'Invisible Man' by Ralph Ellison is a novel detailing an unnamed African-American's journey from the south to the streets of Harlem. The reader sees the main character attempt to find his place within the world, as well as within himself. In this novel written in 1947, there exists a need to understand the racial divide within New York City, and the novel uses the experience the main character has in the south and in Harlem to explore these issues. By the end of the novel, there has been a change in the character's mindset, though it is hard to tell entirely what it is. The passage I chose to look into lines on page 6. It is in the prologue of the novel right after the main character talks about his fight with Monopolated Light & Power, and it is before the speech about the light within the character's home. The passage goes through the main character's home, calling it a hole in the ground. He then goes on to explain what he means when he calls his home a hole, and how he is in a state of hibernation.
I have divided the section I chose into two sections. The first takes up the first four sentences since these deal with the main character's home. It starts with The point now and ends on Easter chick breaking from his shell. The second section is the last three sentences and it focuses on the idea that being invisible does not mean being dead. Though I have divided it into two sections, I plan to divide this essay based on each sentence within the section I have chosen. I have done this in order to best look into each word of each line.
[...] Suspended animation is the slowing of life by external means, or it could be a frozen state of movement. Either way it seems to be a sense of being stuck, and again unresponsive. The main character is trying to explain his situation within the prologue, and as he explains it, it is easy to see him as an outcast removing himself from society: or as he puts it, being an invisible man. But there is a need within the character to clarify his existence, and I chose this particular passage due to the way he attempts to describe his life. [...]
[...] The main character makes it clear that he is invisible and that he lives in a hole, but that he is not dead. The second part of this sentence tells us that he is in a state of hibernation. In line four the main character mentions the hibernation of bears. By calling himself a bear, and then saying he is a state of hibernation” it could be said that he is using his previous example of a bear's sleep in winter as an example of what he is. Throughout this passage of [...]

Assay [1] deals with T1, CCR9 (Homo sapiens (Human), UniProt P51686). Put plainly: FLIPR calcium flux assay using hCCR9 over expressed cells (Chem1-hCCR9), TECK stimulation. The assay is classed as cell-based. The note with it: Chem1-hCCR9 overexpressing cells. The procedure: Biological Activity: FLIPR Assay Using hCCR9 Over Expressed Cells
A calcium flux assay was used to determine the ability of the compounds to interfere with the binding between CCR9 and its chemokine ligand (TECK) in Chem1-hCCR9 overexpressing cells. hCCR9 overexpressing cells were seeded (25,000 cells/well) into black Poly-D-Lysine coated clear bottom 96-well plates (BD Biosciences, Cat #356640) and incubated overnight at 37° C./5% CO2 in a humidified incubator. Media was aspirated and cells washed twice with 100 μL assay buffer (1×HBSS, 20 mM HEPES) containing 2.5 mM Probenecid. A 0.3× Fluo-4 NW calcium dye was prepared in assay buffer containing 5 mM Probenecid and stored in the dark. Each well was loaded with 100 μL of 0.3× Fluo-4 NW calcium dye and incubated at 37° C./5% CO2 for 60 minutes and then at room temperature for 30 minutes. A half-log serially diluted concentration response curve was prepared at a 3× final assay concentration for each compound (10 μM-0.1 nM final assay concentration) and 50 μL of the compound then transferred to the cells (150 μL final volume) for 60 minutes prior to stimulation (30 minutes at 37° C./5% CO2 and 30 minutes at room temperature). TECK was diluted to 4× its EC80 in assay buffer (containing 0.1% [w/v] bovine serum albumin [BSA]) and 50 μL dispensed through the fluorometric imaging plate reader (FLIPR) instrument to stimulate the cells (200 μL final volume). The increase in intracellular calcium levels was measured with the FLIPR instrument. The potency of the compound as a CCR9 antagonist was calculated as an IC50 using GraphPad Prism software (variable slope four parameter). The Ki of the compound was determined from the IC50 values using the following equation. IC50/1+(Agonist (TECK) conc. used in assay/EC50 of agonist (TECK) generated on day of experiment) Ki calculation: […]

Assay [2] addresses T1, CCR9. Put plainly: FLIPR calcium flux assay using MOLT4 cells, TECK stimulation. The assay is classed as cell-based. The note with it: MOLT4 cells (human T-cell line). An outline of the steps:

[...] By having this alongside the analogy of the hibernation, there is a sense of rebirth along with spring. When the bear leaves his hole, it is reborn just like a chick “breaking from his shell”. Easter is also afflicted with the spring since that is when it takes place, and it is also a holiday that deals with rebirth. say all this to assure you that it is incorrect to assume that, because I am invisible and live in a hole, I am dead.” This is the start of the second section of the passage I chose. [...]
[...] don't jump to the conclusion that because I call my home a it is damp and cold like a grave; there are cold holes and warm holes.” Here we are given another This brings the reader back into the words, by putting the words into the present. The main character here understands that by naming his home a hole certain conations are made. So this sentence is used to get rid of the conations, this can be seen by the “don't jump to the conclusion” that is at the beginning of the sentence. [...]
[...] By doing this the character has accepted the conations that a hole has, and is telling the reader not to think of his home as fitting within those conations. A semicolon is placed there to break apart the sentence into two parts. The first part is where the main character breaks down the connection between the word hole and the thoughts of dampness and cold that go along with it. The second part is the character's refuting that connection by explaining that there are cold holes and warm holes. [...]
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